Instagram, which recently celebrated its 10th anniversary, has gone a long way from being a platform just focusing on photos, selfies and short videos. Since it was first introduced in cyberspace, it has become a tool that can change lives — whether for better or worse is debatable. For many businesses, content creators, influencers, advertisers and marketers, however, it has grown into a source of income as well as a channel for sales.
At the moment, your business’s intended audience is most likely using Instagram — and so does the competition. And it can be tricky to stay on top of the trends.
Whether your brand is new to Instagram or are having trouble promoting it online, it is good for marketers like you to know some very helpful Instagram statistics, giving you a good idea of what you should be doing on the platform.
1. Instagram is the 5th most downloaded free app
In 2019, Instagram was the fifth most downloaded app in the world, beating YouTube, Snapchat and Netflix. This is a good indication that the social networking app continues to attract users, which you can take advantage of for your brand.
2. 75.3% of businesses in the U.S. will be using Instagram this 2020
According to eMarketer, 75.3% of American businesses will use Instagram this year, suggesting that only Facebook will beat it out at 87.1%.
3. Instagrammers keep tabs on brands
A 2018 survey found that 50% of Instagram users follow at least one business account.
One way of getting potential clients in users is through an Instagram Business profile, which helps brands add additional contact information — an option that
U.S. House Antitrust Chairman Calls Unwinding Facebook’s Instagram Buy ‘The Right Answer’ | Technology News
WASHINGTON (Reuters) – U.S. Representative David Cicilline, the chairman of the House Judiciary Committee’s antitrust subcommittee, said on Wednesday he would be “comfortable with unwinding” Facebook Inc’s acquisition of Instagram.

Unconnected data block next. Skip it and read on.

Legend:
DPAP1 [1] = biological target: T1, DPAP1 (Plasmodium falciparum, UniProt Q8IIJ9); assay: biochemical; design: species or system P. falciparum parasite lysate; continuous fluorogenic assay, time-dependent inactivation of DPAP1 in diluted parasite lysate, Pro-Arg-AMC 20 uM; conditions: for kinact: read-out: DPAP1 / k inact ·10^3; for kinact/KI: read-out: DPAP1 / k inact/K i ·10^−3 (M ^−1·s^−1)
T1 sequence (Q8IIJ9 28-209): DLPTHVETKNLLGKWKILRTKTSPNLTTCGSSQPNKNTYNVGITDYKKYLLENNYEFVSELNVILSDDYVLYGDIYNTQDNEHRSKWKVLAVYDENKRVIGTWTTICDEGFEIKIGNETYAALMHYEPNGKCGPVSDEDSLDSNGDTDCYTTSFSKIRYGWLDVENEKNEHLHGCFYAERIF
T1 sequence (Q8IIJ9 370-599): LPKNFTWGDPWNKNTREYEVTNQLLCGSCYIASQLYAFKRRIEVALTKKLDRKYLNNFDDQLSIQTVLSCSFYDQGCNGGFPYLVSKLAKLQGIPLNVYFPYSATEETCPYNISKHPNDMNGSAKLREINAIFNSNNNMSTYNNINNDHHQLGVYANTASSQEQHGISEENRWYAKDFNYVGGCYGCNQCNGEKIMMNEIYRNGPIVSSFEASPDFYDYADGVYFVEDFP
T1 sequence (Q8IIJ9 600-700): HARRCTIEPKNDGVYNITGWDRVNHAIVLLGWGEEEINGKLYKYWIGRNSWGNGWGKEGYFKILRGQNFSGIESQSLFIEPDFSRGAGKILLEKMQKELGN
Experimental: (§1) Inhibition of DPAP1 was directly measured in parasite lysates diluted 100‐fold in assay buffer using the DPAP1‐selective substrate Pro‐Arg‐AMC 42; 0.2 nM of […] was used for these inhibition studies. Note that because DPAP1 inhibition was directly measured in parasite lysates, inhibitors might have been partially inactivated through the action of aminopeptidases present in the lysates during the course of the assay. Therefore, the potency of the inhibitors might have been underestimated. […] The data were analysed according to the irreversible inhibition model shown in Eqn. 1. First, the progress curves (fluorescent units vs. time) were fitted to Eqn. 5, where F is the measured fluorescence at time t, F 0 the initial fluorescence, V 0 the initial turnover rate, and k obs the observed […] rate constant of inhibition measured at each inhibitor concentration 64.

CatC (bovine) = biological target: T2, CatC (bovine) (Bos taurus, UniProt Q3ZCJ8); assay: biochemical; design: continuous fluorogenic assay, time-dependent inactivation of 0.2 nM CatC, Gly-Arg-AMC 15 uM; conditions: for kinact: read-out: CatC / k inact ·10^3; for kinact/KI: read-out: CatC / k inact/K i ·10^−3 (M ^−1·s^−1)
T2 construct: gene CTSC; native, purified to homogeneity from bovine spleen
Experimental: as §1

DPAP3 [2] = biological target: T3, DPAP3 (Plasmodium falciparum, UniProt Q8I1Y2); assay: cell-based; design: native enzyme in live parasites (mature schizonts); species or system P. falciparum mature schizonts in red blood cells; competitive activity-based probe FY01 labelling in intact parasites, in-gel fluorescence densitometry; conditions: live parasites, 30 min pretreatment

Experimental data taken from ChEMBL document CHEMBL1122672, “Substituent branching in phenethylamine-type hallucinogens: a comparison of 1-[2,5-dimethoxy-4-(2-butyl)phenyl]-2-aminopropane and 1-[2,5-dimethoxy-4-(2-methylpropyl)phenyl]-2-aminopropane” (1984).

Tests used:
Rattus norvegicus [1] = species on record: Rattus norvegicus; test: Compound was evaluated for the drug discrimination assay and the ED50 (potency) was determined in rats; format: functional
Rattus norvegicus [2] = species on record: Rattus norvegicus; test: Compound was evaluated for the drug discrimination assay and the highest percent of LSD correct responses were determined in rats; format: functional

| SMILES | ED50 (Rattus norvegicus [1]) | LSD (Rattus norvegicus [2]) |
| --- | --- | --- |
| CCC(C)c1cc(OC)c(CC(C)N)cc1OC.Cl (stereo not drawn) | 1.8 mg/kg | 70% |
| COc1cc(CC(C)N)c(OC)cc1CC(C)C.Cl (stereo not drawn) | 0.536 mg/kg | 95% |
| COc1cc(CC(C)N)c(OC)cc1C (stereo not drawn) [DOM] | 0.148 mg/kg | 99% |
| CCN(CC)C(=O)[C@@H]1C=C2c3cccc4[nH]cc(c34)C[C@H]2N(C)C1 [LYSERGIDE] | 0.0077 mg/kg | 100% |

The antitrust subcommittee on Tuesday released a report on Big Tech’s abuses of market power but stopped short of naming specific companies or acquisitions that must be broken up.
Cicilline, a Democrat from Rhode Island, told Reuters in an interview that Facebook should not have been allowed to buy Instagram, a deal that the Federal Trade Commission approved in 2012.
“I would be comfortable with unwinding that. I think that’s the right answer,” he said.
Facebook did not immediately respond to a request for comment. It has said previously that Instagram was insignificant at the time it was purchased and that Facebook built it into the success it has become.
Any effort to unwind the deal would entail the government filing a lawsuit and asking a judge to order the divestiture.
The congressional report released on Tuesday said that Instagram was small at the time it was purchased, but that Facebook CEO Mark Zuckerberg saw its potential and noted it was “building networks that are competitive with our own” and “could be very disruptive to us.”
According to the House panel’s report on Tuesday, the committee received an email from an unnamed former Instagram employee on Sunday that disputed Facebook’s contention that the two apps could not easily be separated.
“They can just roll back the changes they’ve been making over the past year and you’d have two different apps again,” the person wrote. “It’s turning something on and off.”
(Reporting by Nandita Bose and Diane Bartz in Washington; Editing by Chris Reese and Matthew Lewis)
Copyright 2020 Thomson Reuters.
- TikTok has surpassed Instagram as teenagers’ second favorite social media app, according to a report published on Tuesday.
- The report found that 34% of teens list Snapchat as their favorite social app followed with 29% picking TikTok and 25% picking Instagram.
- Teen usage shows that Instagram remains in first place with 84% engagement, followed by Snapchat at 80% and TikTok at 69%, up from 62% in the spring.
TikTok has surpassed Instagram as U.S. teenagers’ second-favorite social media app, according to a report published Tuesday.
The short-video app is now favored among teens second only to Snap’s Snapchat, according to Piper Sandler. The report found that 34% of teens list Snapchat as their favorite social app followed with 29% picking TikTok. Trailing Snapchat and TikTok was Facebook’s Instagram, with only 25% of teens picking it as their favorite social app. TikTok placed No. 3 in the spring 2020 version of the Piper Sandler report.